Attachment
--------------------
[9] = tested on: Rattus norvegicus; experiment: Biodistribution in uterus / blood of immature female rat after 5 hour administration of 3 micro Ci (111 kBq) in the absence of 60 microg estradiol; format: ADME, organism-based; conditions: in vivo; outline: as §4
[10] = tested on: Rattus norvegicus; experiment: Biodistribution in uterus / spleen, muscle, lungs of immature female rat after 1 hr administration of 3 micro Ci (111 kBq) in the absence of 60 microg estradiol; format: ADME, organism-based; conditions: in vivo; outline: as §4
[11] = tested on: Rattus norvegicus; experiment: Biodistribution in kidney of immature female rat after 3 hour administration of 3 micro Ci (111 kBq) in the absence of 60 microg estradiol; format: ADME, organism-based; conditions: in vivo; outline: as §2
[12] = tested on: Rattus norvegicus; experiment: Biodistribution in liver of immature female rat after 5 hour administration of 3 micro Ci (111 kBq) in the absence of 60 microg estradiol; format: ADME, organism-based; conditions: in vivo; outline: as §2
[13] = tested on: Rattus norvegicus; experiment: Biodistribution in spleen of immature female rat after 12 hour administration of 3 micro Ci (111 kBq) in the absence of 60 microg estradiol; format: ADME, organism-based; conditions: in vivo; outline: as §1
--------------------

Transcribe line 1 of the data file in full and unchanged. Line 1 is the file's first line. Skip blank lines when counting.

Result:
[9] = tested on: Rattus norvegicus; experiment: Biodistribution in uterus / blood of immature female rat after 5 hour administration of 3 micro Ci (111 kBq) in the absence of 60 microg estradiol; format: ADME, organism-based; conditions: in vivo; outline: as §4